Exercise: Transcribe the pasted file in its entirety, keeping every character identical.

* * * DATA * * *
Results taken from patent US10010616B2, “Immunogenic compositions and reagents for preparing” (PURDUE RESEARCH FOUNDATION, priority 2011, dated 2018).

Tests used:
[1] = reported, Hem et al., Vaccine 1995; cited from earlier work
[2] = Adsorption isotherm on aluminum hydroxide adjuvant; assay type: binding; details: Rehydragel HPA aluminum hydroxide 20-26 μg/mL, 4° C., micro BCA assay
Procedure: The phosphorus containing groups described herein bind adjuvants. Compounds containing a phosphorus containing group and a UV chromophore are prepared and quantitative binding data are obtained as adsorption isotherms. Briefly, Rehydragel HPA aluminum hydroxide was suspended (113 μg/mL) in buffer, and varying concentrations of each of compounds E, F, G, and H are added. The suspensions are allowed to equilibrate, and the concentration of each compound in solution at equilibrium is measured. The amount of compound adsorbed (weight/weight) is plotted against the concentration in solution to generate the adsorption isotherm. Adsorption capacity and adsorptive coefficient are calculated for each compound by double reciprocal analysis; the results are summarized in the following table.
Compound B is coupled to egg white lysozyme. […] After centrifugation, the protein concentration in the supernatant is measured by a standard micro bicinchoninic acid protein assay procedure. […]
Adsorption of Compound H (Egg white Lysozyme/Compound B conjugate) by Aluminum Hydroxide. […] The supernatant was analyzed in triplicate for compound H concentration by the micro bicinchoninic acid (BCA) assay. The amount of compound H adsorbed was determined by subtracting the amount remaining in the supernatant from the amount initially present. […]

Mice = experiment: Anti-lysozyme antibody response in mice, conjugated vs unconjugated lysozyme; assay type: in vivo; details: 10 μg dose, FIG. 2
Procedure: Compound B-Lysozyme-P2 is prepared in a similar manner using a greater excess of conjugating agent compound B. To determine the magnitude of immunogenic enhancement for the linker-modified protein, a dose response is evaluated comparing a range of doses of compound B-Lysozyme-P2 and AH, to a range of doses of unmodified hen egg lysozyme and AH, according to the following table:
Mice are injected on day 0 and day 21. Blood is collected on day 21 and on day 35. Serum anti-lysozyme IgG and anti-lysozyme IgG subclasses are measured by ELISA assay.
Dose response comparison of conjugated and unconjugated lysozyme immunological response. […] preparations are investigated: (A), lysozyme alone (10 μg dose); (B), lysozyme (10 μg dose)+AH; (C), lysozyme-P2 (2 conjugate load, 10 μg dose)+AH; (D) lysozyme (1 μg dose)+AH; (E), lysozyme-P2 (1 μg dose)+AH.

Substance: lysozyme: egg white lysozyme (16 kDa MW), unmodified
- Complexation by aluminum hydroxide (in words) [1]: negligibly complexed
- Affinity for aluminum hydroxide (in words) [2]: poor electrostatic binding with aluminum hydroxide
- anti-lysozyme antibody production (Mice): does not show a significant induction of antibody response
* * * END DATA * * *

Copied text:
Results taken from patent US10010616B2, “Immunogenic compositions and reagents for preparing” (PURDUE RESEARCH FOUNDATION, priority 2011, dated 2018).

Tests used:
[1] = reported, Hem et al., Vaccine 1995; cited from earlier work
[2] = Adsorption isotherm on aluminum hydroxide adjuvant; assay type: binding; details: Rehydragel HPA aluminum hydroxide 20-26 μg/mL, 4° C., micro BCA assay
Procedure: The phosphorus containing groups described herein bind adjuvants. Compounds containing a phosphorus containing group and a UV chromophore are prepared and quantitative binding data are obtained as adsorption isotherms. Briefly, Rehydragel HPA aluminum hydroxide was suspended (113 μg/mL) in buffer, and varying concentrations of each of compounds E, F, G, and H are added. The suspensions are allowed to equilibrate, and the concentration of each compound in solution at equilibrium is measured. The amount of compound adsorbed (weight/weight) is plotted against the concentration in solution to generate the adsorption isotherm. Adsorption capacity and adsorptive coefficient are calculated for each compound by double reciprocal analysis; the results are summarized in the following table.
Compound B is coupled to egg white lysozyme. […] After centrifugation, the protein concentration in the supernatant is measured by a standard micro bicinchoninic acid protein assay procedure. […]
Adsorption of Compound H (Egg white Lysozyme/Compound B conjugate) by Aluminum Hydroxide. […] The supernatant was analyzed in triplicate for compound H concentration by the micro bicinchoninic acid (BCA) assay. The amount of compound H adsorbed was determined by subtracting the amount remaining in the supernatant from the amount initially present. […]

Mice = experiment: Anti-lysozyme antibody response in mice, conjugated vs unconjugated lysozyme; assay type: in vivo; details: 10 μg dose, FIG. 2
Procedure: Compound B-Lysozyme-P2 is prepared in a similar manner using a greater excess of conjugating agent compound B. To determine the magnitude of immunogenic enhancement for the linker-modified protein, a dose response is evaluated comparing a range of doses of compound B-Lysozyme-P2 and AH, to a range of doses of unmodified hen egg lysozyme and AH, according to the following table:
Mice are injected on day 0 and day 21. Blood is collected on day 21 and on day 35. Serum anti-lysozyme IgG and anti-lysozyme IgG subclasses are measured by ELISA assay.
Dose response comparison of conjugated and unconjugated lysozyme immunological response. […] preparations are investigated: (A), lysozyme alone (10 μg dose); (B), lysozyme (10 μg dose)+AH; (C), lysozyme-P2 (2 conjugate load, 10 μg dose)+AH; (D) lysozyme (1 μg dose)+AH; (E), lysozyme-P2 (1 μg dose)+AH.

Substance: lysozyme: egg white lysozyme (16 kDa MW), unmodified
- Complexation by aluminum hydroxide (in words) [1]: negligibly complexed
- Affinity for aluminum hydroxide (in words) [2]: poor electrostatic binding with aluminum hydroxide
- anti-lysozyme antibody production (Mice): does not show a significant induction of antibody response